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                    RECEIVERSHIP/OVERCROWDING CRISIS AGGRAVATION
          
          For the last several years, severe overcrowding in California's 
          prisons has been the focus of evolving and expensive litigation. 
           As these cases have progressed, prison conditions have 
          continued to be assailed, and the scrutiny of the federal courts 
          over California's prisons has intensified.  

          On June 30, 2005, in a class action lawsuit filed four years 
          earlier, the United States District Court for the Northern 
          District of California established a Receivership to take 
          control of the delivery of medical services to all California 
          state prisoners confined by the California Department of 
          Corrections and Rehabilitation ("CDCR").  In December of 2006, 
          plaintiffs in two federal lawsuits against CDCR sought a 
          court-ordered limit on the prison population pursuant to the 
          federal Prison Litigation Reform Act.  On January 12, 2010, a 
          three-judge federal panel issued an order requiring California 
          to reduce its inmate population to 137.5 percent of design 
          capacity -- a reduction at that time of roughly 40,000 inmates 
          -- within two years.  The court stayed implementation of its 
          ruling pending the state's appeal to the U.S. Supreme Court.  

          On Monday, June 14, 2010, the U.S. Supreme Court agreed to hear 
          the state's appeal of this order and, on Tuesday, November 30, 
          2010, the Court heard oral arguments.  A decision is expected as 
          early as this spring.  

          In response to the unresolved prison capacity crisis, in early 
          2007 the Senate Committee on Public Safety began holding 
          legislative proposals which could further exacerbate prison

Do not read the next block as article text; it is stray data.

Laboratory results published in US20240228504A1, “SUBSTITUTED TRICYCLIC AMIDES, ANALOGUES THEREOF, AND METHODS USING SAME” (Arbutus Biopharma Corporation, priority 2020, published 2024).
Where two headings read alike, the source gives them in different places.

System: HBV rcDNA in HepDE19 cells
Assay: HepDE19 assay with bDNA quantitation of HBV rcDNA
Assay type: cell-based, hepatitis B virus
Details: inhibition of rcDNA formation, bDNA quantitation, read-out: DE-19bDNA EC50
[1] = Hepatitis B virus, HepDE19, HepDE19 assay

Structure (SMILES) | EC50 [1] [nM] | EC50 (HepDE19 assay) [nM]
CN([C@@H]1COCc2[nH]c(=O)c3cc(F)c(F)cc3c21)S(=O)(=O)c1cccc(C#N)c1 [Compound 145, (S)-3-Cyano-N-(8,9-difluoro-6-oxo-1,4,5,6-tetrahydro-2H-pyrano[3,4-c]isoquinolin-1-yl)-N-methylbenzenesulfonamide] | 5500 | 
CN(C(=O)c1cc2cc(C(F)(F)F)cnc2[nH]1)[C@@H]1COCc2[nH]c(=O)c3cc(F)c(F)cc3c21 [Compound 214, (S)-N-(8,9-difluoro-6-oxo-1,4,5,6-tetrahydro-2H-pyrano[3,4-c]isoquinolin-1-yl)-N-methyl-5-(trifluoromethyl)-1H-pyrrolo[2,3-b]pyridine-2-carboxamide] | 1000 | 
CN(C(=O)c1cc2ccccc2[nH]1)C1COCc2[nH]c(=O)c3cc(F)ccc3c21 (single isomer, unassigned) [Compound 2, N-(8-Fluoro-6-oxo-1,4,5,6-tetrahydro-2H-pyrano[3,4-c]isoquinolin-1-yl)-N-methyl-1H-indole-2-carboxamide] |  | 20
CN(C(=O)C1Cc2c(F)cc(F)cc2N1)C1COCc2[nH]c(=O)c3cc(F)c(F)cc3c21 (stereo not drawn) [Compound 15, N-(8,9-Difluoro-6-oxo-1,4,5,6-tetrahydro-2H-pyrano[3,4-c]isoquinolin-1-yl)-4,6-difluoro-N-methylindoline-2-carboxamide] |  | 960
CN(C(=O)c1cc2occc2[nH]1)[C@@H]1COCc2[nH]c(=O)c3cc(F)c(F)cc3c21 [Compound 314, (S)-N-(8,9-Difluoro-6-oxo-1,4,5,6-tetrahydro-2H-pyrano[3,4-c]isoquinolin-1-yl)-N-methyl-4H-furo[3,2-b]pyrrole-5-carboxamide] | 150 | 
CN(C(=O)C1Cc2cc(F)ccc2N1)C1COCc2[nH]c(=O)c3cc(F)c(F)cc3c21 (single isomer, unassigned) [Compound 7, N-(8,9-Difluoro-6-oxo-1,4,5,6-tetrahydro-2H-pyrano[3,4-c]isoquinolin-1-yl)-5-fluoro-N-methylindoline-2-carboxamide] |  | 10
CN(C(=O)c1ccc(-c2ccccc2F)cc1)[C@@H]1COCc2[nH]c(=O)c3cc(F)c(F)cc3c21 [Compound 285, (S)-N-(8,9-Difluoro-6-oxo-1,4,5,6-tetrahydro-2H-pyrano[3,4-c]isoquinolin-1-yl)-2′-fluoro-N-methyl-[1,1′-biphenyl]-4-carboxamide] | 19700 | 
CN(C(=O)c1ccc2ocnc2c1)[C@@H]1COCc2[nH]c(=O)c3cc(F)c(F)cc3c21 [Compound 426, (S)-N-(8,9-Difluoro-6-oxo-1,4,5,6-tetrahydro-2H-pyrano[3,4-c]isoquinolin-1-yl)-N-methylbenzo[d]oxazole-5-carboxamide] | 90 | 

overcrowding through new or expanded felony prosecutions.     

           This bill,  as proposed to be amended in Committee by the author, 
          does not appear to aggravate the prison overcrowding crisis 
          described above.






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                                      COMMENTS

              1.   Need for This Bill
           
          According to the author:

               Search and rescue personnel are trained and organized 
               by county sheriff's departments to participate in 
               disaster response, evacuations and body recovery. In 
               performing their duties, they are often put in harm's 
               way, sacrificing their personal safety to provide 
               public safety.

               Senate Bill 390 serves to recognize the critical 
               support role that search and rescue personnel play in 
               sheriffs' offices by increasing the maximum penalties 
               for both assault and battery of search and rescue team 
               members. If passed, the misdemeanor penalties would be 
               equal to those applied to assault and battery of